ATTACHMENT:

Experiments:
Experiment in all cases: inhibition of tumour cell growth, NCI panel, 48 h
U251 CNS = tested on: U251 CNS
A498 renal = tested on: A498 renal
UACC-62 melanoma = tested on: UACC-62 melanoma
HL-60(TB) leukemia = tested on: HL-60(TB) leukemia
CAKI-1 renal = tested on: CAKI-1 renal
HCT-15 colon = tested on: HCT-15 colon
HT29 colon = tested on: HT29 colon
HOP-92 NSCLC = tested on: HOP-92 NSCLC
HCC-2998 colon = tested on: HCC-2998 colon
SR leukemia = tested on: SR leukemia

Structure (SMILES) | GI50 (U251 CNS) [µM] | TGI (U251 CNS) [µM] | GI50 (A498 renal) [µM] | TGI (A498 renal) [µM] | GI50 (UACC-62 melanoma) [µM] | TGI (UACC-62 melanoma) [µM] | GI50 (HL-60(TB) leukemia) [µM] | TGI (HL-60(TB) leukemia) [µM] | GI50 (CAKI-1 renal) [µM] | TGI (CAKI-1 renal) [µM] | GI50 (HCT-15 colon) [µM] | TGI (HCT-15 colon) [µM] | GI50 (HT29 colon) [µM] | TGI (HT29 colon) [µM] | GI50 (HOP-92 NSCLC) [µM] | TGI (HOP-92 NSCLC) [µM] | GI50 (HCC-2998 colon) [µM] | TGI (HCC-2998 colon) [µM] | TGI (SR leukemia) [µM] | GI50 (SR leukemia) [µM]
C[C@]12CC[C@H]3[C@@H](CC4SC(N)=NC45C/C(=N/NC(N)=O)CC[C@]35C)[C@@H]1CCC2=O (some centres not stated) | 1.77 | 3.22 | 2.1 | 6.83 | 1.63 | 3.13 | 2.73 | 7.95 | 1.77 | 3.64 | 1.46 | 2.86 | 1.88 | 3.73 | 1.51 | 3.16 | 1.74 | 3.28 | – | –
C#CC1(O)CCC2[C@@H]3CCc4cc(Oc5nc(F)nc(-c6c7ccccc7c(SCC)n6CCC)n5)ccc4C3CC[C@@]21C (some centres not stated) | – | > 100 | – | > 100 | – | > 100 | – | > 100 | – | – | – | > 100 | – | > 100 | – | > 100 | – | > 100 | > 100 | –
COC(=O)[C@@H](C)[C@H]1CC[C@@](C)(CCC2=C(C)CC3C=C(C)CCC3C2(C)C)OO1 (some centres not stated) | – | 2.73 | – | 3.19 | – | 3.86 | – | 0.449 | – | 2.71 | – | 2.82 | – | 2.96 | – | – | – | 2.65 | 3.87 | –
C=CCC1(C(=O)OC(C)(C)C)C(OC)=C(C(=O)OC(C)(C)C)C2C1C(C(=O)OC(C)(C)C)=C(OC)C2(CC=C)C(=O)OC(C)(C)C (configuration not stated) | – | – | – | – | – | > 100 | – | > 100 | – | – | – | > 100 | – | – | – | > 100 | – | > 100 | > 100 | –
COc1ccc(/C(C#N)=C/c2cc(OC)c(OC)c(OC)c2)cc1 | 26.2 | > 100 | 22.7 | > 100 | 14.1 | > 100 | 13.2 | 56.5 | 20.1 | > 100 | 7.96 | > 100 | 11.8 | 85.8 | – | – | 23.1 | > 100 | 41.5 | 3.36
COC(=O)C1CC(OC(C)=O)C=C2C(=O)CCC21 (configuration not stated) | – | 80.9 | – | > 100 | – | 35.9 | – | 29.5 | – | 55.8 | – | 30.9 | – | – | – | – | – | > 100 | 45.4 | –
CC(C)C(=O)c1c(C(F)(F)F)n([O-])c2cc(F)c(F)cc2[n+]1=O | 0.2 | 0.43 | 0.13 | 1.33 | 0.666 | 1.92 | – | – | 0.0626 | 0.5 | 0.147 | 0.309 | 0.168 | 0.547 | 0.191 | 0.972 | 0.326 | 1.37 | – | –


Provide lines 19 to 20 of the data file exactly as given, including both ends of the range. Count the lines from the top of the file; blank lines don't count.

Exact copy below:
COC(=O)C1CC(OC(C)=O)C=C2C(=O)CCC21 (configuration not stated) | – | 80.9 | – | > 100 | – | 35.9 | – | 29.5 | – | 55.8 | – | 30.9 | – | – | – | – | – | > 100 | 45.4 | –
CC(C)C(=O)c1c(C(F)(F)F)n([O-])c2cc(F)c(F)cc2[n+]1=O | 0.2 | 0.43 | 0.13 | 1.33 | 0.666 | 1.92 | – | – | 0.0626 | 0.5 | 0.147 | 0.309 | 0.168 | 0.547 | 0.191 | 0.972 | 0.326 | 1.37 | – | –